Philip Rowley says he's not trying to cause a ruckus.
He just wants Tintic School District to join the rest of the state's public school system in offering release time for religious studies - even though Tintic High has an early morning LDS seminary class.Rowley, president of the Santaquin Stake of The Church of Jesus Christ of Latter-day Saints, presented his case to the Tintic Board of Education last week.
"I believe seminary instruction or religious instruction helps in today's world where there is chaos on all sides with various issues," Rowley said in a telephone interview. "We need to have a good set of values. I think religious institutes, whether Latter-day Saint or Catholic or Methodist, help formulate those values."
Utah school districts are not required to offer release time, or seminary, said Doug Bates, director of law and legislation for the State Office of Education.
Tintic school board members rejected the proposal last year. Tintic High is situated in Eureka, Juab County, a community with large numbers of Methodists and Catholics in addition to LDS Church members.
"On Sunday mornings we're Mormon, Catholic and Methodist and the rest of the week, we're Eurekans, working together," said school board member Ronald Nelson. "This could possibly change that feeling amongst the community."
While Rowley's proposal would require an off-campus facility, he would offer it to other religions for release time.
The school board has established a 14-member committee of school representatives and those from the three faiths, Nelson said. Should the committee so determine, release time at the earliest date could be offered fall 1999.
Tintic High's early morning seminary program has been in place for decades, Nelson said. The school tries not to schedule activities or practices over seminary's before-school slot.
The program enrolls 19. But Rowley believes more than 60 students are interested in release time, referring to his survey of LDS families attending Tintic High. About 20 of the interested are from Utah County's Elberta, Genola and Goshen and Tooele's Vernon communities, and district buses can't deliver them to Eureka in time for seminary.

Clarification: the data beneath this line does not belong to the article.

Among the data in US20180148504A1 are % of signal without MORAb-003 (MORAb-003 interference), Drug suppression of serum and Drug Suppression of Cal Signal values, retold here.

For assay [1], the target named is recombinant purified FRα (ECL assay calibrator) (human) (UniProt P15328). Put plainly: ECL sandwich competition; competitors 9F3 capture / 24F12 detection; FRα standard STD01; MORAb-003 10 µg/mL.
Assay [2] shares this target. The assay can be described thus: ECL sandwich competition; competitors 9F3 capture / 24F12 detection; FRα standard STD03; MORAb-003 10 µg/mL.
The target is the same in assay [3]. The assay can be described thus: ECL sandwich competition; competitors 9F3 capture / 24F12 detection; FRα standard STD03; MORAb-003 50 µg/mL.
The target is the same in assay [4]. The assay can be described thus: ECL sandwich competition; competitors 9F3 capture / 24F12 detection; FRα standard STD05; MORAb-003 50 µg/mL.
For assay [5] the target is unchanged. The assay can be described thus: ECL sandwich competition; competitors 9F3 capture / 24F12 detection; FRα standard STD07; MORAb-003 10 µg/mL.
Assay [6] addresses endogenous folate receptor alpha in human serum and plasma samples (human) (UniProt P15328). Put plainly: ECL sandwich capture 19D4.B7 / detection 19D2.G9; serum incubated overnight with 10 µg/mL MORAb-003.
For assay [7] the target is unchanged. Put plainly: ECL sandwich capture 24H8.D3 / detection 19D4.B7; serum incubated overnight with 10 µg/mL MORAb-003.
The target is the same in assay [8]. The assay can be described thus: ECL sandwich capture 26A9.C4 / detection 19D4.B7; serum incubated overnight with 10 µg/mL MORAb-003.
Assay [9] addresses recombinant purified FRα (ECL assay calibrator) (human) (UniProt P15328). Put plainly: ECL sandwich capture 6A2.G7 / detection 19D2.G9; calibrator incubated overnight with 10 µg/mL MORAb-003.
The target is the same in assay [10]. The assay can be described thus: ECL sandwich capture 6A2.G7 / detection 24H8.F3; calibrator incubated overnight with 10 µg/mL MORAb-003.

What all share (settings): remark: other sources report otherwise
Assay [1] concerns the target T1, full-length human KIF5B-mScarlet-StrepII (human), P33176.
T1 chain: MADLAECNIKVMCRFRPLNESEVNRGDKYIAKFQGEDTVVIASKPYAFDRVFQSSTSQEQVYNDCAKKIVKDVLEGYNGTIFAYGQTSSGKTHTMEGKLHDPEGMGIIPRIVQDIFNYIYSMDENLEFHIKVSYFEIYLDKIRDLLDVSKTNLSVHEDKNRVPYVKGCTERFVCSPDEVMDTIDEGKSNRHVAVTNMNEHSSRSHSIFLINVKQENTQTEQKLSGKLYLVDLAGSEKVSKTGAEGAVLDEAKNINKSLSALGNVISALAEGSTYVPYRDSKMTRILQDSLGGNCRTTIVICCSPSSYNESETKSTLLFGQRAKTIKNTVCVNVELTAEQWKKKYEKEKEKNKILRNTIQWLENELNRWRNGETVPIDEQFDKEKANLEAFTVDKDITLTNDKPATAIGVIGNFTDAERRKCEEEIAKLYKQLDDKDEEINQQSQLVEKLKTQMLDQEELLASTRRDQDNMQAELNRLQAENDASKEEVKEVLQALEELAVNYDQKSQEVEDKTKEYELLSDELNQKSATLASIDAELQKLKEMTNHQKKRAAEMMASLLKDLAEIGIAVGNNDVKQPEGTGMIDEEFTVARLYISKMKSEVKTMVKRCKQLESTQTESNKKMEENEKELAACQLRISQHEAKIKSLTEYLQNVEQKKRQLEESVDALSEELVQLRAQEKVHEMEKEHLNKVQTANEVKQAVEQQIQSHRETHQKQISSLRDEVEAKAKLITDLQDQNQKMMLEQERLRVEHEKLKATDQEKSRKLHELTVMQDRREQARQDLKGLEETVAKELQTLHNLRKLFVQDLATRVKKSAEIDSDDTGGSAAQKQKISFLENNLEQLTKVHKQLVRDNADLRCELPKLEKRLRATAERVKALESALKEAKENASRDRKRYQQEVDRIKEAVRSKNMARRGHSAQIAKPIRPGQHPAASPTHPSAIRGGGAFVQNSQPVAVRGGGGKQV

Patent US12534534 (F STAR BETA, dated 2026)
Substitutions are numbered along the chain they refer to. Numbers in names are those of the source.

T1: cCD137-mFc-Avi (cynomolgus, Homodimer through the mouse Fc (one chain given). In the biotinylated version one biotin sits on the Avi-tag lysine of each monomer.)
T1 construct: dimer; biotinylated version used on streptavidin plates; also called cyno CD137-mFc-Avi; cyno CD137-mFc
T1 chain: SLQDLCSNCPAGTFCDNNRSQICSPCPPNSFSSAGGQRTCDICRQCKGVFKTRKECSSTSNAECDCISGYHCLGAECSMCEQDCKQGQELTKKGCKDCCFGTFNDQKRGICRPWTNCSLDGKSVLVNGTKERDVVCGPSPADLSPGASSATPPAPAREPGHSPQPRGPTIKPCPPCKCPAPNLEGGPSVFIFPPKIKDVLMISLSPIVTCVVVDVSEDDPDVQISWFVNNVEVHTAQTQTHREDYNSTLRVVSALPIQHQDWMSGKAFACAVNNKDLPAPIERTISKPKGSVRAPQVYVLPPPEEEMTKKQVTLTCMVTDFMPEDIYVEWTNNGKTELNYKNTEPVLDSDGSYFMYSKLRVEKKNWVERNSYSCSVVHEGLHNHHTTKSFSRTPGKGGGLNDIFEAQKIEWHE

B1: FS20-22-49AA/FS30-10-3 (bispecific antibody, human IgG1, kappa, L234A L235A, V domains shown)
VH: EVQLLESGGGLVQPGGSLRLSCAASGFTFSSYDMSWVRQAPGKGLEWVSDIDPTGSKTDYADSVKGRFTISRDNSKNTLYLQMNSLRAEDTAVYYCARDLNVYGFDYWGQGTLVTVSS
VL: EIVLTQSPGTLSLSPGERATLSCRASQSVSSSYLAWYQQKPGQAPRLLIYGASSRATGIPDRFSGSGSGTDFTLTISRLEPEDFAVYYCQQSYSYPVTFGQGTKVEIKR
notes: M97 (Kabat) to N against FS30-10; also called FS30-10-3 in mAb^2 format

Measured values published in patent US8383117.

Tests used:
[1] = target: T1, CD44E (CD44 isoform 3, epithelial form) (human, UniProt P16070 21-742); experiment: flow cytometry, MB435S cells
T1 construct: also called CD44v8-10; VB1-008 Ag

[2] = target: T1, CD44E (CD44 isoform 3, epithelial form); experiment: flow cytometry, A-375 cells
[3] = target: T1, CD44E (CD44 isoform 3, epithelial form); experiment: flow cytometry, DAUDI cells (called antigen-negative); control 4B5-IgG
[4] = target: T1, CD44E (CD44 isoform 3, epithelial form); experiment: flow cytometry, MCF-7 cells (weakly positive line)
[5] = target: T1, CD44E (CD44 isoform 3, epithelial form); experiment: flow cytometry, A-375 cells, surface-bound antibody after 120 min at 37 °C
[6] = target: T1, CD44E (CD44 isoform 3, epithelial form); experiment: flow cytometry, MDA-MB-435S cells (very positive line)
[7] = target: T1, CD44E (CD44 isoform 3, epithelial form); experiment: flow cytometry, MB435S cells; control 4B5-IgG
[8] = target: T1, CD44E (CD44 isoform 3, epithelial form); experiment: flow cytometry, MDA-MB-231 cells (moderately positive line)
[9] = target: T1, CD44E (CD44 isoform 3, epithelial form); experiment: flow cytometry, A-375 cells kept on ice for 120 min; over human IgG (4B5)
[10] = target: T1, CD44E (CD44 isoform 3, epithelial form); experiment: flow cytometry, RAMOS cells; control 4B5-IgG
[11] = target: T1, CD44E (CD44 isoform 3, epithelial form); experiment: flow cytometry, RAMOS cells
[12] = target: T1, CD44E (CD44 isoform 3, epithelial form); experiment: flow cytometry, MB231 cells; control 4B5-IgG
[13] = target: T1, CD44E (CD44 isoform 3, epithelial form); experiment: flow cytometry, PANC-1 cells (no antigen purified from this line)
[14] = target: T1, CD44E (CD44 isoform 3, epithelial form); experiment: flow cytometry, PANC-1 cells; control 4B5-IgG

Students in those communities attend Tintic under a three-year-old rule relaxing district borders to boost Tintic's enrollment. The release-time request has hovered over school board business for two years.
"In my opinion, if that's (release time) where their priority is, then maybe they should go back to their own districts where they can get release time," Nelson said.
While Tintic religions live in harmony, LDS Church members were not part of the mining town's landscape in the Deseret Territory, Bates said. The same was the case in old Park City.
"Tintic exists because it wasn't Mormon," Bates said.
Deseret's schools were grouped into about 200 academies, based on stakes or congregational groups, Bates said. The academies were created by LDS Church President Brigham Young to keep children out of federal public schools.
But Deseret Territory agreed not to have LDS parochial schools at statehood in 1896. About 20 years later, the 200 school districts merged into 40, Bates said. But because Park City and Tintic did not wish to merge with LDS communities, and vice versa, they were left alone.
Park City School District offers release time.
And Rowley intends to have it in Tintic.
"The school board is trying to address all of the issues and be fair to all denominations," he said. "I believe it's a constitutional right in the state of Utah to request release time.
"We won't give up."